From the grave - maybe I am a ghost now too? I just can't be serious about this I guess.... I get over things pretty quickly.
First a few housekeeping clarifications:
Ghost - I brought up video of myself, because I was asked if I had video of myself. I was asked about who was I to talk. That is why I mentioned it. I didn't think it mattered, but it does to Sharpedges I guess, not you. The reason I brought up RonLM and HH is because they were brought up previously and the discussion here has promoted both of their concepts. I also did receive a message from Epic telling me to not post old videos of HH and mock his skiing, which I hadn't done. (I am still curious why I was the proud recipient of that message) I have posted old videos of PJ, not HH and I have only compared HH with PJ's modern skiing to illustrate that they both were going "up", which HH and SkiDude and TDK do not promote. I was also asked to not ask SkiDude what he was on because that is an attack on him personally. So I deleted that comment in my post.
Ghost - I think I came up with a new way of explaining "extension" into a turn, prior to transition - and invented a new word to use in ski coaching - the BOSS leg instead of the BOS. BOSS leg means the boss, the head honcho, the one in charge. Maybe this will help get by the concept that flexing or extending the BOS leg is what determines flexion or extension... and also the concept that you cannot be increasing the distance between the COM and the BOS if you haven't yet reached transition and the outside leg is still flexed....
I am trying as sincerely as I can to explain this to you all....
It seems that in the turns as described by cookie, at a point after apex, the cm's path being well diverged from the path of the skis and while on it's way to make a new turn, can have its momentum into the new turn modified by the small component of resistance of some extension (defining the extension as an increasing distance from the current (and everchanging) BOS while still on it's way into the new turn.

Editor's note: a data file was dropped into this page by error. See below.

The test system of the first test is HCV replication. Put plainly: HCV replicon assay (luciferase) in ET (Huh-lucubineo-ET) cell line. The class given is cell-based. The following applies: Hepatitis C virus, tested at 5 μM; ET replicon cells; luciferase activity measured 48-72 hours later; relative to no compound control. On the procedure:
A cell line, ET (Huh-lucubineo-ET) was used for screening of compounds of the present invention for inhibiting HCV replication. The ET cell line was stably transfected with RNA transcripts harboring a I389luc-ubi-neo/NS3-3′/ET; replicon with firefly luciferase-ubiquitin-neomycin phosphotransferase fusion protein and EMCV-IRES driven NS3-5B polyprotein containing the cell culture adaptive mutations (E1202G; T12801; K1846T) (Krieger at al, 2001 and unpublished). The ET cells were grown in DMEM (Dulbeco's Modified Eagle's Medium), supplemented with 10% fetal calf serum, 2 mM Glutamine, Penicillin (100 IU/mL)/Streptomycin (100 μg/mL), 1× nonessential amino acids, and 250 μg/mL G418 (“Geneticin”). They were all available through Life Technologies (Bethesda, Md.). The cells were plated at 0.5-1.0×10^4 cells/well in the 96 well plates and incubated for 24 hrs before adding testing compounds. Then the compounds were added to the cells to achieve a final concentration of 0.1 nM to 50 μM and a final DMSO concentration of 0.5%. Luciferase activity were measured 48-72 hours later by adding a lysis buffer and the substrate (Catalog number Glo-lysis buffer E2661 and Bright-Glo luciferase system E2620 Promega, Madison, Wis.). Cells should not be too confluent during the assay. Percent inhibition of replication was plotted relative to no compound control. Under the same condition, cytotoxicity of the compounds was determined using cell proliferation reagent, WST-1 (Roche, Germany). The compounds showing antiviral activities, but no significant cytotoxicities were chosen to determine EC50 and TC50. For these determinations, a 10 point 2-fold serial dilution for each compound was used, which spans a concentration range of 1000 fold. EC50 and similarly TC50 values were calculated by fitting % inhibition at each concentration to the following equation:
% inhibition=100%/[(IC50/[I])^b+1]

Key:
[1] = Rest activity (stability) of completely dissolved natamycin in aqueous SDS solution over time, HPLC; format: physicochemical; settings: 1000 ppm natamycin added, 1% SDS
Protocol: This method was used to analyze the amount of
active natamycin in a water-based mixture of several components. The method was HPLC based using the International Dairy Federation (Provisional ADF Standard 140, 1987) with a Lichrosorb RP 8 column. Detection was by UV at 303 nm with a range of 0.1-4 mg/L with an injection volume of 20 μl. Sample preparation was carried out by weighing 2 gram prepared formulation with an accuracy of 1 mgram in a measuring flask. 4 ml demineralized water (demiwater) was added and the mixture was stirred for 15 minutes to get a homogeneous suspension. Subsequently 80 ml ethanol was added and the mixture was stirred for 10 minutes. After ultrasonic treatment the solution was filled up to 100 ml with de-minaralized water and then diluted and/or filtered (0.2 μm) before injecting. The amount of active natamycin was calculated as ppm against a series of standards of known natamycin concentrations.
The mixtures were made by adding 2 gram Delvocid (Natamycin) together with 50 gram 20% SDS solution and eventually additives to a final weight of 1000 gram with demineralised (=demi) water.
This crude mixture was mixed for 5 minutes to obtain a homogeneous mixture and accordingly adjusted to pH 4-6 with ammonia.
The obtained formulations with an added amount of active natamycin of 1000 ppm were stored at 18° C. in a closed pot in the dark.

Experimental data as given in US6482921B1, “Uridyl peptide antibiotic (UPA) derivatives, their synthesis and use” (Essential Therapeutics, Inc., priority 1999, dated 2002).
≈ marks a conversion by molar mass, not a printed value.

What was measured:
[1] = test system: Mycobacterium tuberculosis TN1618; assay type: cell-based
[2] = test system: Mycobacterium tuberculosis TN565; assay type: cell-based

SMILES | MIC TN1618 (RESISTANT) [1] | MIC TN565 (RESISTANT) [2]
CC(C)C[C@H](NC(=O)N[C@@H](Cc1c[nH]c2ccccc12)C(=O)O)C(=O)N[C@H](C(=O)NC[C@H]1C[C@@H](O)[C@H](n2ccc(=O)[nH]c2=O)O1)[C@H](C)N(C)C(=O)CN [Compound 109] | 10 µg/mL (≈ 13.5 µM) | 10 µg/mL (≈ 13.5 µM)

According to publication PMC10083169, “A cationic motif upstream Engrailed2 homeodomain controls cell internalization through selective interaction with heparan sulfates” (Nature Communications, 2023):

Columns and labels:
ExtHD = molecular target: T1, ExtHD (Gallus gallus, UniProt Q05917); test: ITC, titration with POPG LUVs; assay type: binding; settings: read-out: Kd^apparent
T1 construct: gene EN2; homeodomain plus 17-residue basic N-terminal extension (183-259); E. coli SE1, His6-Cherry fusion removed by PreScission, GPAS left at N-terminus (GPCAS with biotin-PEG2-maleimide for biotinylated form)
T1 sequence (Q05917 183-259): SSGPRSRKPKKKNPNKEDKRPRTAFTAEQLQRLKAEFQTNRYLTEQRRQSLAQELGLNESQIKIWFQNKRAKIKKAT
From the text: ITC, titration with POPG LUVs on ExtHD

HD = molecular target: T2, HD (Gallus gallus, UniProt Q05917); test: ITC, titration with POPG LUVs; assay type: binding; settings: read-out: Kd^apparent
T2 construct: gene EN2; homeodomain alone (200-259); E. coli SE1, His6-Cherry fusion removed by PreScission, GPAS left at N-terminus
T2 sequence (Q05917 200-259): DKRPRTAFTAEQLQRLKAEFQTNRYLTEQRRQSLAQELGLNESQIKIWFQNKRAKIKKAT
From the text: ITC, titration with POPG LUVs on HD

For me, that is very complicated.... I"m trying to figure out what you actually just said. I'm not sure I get the "modified by the small component of resistance of some extension".
On initiating the new turn, here is how it feels and looks to me:
1. Right after apex, as pressure builds, and I flex to manage it, the first move is that I make is that the inside leg starts to become the "boss" leg - the one in charge of the turn. As I flex, I start to transfer more of the pressure onto it. It now is becoming the "boss" leg. It was the inside leg and now it has become labeled the new outside leg, the future BOS, the new BOSS leg.
2. As I start to switch dominant legs, I start extending into the new turn with my body. My BOSS inside leg starts extending.
3. My inside leg is more dominant in that it is the BOSS now, but it does't yet have more pressure on it. My body is moving towards the new turn. My skis are still finishing the old turn - in the old arc.
4. At transition, my skis now start the new turn on their new edges, by new boss leg is now going to become more dominant also with more pressure on it, the BOS. My body is continuing on the path that it started right after the apex of the turn.
Filling in the blanks a bit more with these notes:
The extension does not add any component of "resistance". It goes with the turn forces; thus the turn forces help energize the extension.
You guide your upper body, using these turn forces along with one leg getting longer (the BOSS leg) faster than the other leg, which may still be getting shorter.
You do feel like you are pushing - first pushing or even clawing our way onto that new BOSS leg. In a high speed turn, that is a lot of work sometimes...
Second, you feel like you are pushing yourself down the hill - foreagonally - into the new turn - both before and after transition - with your BOSS leg.
I realize there is some difficulty grasping the fact that, prior to transition, as our body is approaching the cross over/under, you can actually be extending. This is mainly due to the different rates at which your legs are extending and flexing... Sometimes, like when you "pop", you are a heck of a lot longer at transition; other times, you are not that much longer. And yes, you can stay the same about, but that is difficult and will not allow you to accelerate as much as you could.
However, it should not be surprising that you are not as flexed at transition as you were at the bottom of the turn.